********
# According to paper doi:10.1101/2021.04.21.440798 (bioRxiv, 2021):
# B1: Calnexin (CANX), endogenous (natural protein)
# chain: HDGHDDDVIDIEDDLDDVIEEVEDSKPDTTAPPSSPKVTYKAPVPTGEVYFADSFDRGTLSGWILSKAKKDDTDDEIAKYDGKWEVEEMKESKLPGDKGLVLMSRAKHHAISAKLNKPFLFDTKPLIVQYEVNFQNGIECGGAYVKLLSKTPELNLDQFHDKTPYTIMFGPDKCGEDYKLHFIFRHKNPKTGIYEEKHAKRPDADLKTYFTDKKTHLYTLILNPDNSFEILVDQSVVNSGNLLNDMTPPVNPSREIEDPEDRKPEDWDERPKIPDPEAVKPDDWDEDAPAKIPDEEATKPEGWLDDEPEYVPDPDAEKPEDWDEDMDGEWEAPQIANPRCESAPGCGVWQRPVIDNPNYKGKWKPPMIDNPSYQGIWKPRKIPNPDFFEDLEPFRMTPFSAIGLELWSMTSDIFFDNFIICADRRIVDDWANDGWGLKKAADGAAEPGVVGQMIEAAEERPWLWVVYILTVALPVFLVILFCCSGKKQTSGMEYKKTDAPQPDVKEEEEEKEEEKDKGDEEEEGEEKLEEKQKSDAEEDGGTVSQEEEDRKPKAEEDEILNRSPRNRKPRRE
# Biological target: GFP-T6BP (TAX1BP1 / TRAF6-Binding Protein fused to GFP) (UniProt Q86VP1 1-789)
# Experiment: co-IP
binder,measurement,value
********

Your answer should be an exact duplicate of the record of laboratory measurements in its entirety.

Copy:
# According to paper doi:10.1101/2021.04.21.440798 (bioRxiv, 2021):
# B1: Calnexin (CANX), endogenous (natural protein)
# chain: HDGHDDDVIDIEDDLDDVIEEVEDSKPDTTAPPSSPKVTYKAPVPTGEVYFADSFDRGTLSGWILSKAKKDDTDDEIAKYDGKWEVEEMKESKLPGDKGLVLMSRAKHHAISAKLNKPFLFDTKPLIVQYEVNFQNGIECGGAYVKLLSKTPELNLDQFHDKTPYTIMFGPDKCGEDYKLHFIFRHKNPKTGIYEEKHAKRPDADLKTYFTDKKTHLYTLILNPDNSFEILVDQSVVNSGNLLNDMTPPVNPSREIEDPEDRKPEDWDERPKIPDPEAVKPDDWDEDAPAKIPDEEATKPEGWLDDEPEYVPDPDAEKPEDWDEDMDGEWEAPQIANPRCESAPGCGVWQRPVIDNPNYKGKWKPPMIDNPSYQGIWKPRKIPNPDFFEDLEPFRMTPFSAIGLELWSMTSDIFFDNFIICADRRIVDDWANDGWGLKKAADGAAEPGVVGQMIEAAEERPWLWVVYILTVALPVFLVILFCCSGKKQTSGMEYKKTDAPQPDVKEEEEEKEEEKDKGDEEEEGEEKLEEKQKSDAEEDGGTVSQEEEDRKPKAEEDEILNRSPRNRKPRRE
# Biological target: GFP-T6BP (TAX1BP1 / TRAF6-Binding Protein fused to GFP) (UniProt Q86VP1 1-789)
# Experiment: co-IP
binder,measurement,value